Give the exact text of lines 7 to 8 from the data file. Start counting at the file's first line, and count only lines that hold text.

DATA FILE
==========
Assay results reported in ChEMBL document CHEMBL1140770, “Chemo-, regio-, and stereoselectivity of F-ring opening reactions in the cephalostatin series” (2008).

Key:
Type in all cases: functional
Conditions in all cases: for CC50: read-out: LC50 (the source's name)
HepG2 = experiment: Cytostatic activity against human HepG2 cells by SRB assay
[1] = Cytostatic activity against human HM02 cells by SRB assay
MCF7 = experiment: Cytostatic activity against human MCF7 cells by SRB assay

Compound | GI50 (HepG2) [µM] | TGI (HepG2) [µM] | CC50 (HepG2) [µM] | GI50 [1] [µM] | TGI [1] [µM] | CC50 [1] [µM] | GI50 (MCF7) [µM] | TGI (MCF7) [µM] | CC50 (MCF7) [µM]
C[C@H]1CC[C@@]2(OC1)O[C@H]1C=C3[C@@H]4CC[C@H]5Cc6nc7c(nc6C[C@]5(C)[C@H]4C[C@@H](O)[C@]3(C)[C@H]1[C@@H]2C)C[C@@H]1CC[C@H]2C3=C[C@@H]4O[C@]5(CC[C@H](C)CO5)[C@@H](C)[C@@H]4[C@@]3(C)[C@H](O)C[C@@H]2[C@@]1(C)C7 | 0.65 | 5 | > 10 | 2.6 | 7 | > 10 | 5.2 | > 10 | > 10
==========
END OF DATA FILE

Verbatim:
MCF7 = experiment: Cytostatic activity against human MCF7 cells by SRB assay

Compound | GI50 (HepG2) [µM] | TGI (HepG2) [µM] | CC50 (HepG2) [µM] | GI50 [1] [µM] | TGI [1] [µM] | CC50 [1] [µM] | GI50 (MCF7) [µM] | TGI (MCF7) [µM] | CC50 (MCF7) [µM]